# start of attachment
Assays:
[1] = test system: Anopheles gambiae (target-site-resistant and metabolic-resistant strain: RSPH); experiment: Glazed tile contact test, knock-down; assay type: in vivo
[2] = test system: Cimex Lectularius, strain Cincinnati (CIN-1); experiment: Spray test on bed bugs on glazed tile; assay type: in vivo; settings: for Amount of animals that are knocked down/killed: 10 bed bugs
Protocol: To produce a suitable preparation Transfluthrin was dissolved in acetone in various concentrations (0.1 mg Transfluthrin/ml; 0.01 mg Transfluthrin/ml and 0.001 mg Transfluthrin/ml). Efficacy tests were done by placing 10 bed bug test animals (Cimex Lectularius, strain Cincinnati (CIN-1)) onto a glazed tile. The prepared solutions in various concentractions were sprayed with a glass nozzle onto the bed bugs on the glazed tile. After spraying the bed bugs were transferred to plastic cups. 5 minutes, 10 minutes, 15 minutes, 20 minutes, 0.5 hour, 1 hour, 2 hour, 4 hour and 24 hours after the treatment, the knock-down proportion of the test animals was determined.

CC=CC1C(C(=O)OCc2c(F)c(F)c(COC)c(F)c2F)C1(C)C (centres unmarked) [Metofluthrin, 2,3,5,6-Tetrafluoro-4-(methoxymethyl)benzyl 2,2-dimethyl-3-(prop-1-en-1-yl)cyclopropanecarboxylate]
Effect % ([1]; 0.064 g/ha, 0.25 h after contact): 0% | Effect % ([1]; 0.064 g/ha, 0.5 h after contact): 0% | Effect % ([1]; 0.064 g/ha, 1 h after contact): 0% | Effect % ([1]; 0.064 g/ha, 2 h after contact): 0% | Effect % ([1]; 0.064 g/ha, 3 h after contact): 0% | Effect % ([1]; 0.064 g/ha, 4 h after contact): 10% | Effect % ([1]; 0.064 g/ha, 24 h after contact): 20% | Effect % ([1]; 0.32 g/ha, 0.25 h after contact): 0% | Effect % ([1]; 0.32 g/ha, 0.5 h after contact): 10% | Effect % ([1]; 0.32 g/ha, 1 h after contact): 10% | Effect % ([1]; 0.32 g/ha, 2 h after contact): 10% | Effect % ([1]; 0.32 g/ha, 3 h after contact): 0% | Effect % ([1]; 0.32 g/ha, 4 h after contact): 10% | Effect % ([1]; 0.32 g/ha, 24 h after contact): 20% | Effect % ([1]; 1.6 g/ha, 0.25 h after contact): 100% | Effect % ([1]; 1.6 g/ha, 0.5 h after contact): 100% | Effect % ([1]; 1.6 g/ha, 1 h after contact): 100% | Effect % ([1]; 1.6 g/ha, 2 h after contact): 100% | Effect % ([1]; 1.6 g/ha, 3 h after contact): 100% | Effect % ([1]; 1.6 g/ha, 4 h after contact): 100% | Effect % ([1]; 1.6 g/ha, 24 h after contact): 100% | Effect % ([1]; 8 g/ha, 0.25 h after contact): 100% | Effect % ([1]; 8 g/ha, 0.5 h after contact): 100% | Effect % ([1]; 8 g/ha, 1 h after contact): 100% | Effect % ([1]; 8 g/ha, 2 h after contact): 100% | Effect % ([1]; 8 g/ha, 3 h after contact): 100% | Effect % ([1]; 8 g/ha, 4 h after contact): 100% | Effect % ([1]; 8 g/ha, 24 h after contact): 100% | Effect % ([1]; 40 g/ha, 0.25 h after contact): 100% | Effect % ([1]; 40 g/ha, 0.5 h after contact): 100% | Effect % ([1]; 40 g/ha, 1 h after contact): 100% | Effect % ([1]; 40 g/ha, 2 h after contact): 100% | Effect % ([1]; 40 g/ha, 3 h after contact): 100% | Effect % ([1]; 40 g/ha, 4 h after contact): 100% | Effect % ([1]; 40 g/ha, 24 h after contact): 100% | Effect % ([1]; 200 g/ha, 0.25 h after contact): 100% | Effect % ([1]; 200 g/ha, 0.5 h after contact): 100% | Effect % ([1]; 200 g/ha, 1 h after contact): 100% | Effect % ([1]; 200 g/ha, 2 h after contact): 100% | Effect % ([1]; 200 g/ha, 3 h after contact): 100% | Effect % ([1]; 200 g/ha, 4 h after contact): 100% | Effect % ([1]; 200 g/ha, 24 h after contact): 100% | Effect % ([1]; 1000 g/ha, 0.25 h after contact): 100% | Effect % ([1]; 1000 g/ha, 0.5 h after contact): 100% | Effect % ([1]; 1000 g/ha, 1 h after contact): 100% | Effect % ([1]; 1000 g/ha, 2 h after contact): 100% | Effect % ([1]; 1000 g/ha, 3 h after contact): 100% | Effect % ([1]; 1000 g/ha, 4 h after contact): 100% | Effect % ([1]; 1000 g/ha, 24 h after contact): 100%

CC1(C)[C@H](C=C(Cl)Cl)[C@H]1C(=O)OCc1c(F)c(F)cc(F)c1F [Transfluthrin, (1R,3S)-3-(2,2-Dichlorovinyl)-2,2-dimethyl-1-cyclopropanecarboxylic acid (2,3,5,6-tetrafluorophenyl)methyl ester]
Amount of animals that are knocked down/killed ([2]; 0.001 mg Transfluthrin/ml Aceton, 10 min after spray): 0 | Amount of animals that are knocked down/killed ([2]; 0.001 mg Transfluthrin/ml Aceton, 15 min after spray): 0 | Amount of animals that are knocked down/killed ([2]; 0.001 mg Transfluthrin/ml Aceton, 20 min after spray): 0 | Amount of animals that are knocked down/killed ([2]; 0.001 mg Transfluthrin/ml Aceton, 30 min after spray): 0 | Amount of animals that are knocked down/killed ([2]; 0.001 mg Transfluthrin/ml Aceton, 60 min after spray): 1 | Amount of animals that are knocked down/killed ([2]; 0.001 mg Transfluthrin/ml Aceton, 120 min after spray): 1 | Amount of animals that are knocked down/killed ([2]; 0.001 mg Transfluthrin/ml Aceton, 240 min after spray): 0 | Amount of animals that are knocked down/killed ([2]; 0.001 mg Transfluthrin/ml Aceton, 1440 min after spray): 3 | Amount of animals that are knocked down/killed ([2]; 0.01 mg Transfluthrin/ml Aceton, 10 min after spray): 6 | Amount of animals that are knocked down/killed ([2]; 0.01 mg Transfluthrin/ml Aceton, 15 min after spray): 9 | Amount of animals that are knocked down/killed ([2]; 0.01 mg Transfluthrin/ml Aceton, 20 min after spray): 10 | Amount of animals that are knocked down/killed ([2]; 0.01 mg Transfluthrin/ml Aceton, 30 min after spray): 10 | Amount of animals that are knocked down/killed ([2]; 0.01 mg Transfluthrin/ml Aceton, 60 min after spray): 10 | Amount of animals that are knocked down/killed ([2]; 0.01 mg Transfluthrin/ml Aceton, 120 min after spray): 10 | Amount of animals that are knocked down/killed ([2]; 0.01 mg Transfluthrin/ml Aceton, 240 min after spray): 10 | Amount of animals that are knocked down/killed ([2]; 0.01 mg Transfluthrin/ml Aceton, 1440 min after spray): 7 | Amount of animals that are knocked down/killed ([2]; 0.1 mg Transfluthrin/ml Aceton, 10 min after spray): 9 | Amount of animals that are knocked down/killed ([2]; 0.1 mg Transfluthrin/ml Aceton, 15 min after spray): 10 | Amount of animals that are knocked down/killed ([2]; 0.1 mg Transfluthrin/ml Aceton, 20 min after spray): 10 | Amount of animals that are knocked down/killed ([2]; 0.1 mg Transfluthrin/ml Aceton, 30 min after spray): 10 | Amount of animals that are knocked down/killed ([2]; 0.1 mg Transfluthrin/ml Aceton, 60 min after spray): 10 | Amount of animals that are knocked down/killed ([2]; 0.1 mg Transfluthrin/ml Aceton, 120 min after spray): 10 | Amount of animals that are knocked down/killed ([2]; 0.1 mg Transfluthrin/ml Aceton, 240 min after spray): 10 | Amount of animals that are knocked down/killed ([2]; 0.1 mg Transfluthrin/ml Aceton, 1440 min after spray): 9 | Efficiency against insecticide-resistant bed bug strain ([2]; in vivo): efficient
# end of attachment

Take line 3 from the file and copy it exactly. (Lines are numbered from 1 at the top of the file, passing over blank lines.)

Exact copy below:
[2] = test system: Cimex Lectularius, strain Cincinnati (CIN-1); experiment: Spray test on bed bugs on glazed tile; assay type: in vivo; settings: for Amount of animals that are knocked down/killed: 10 bed bugs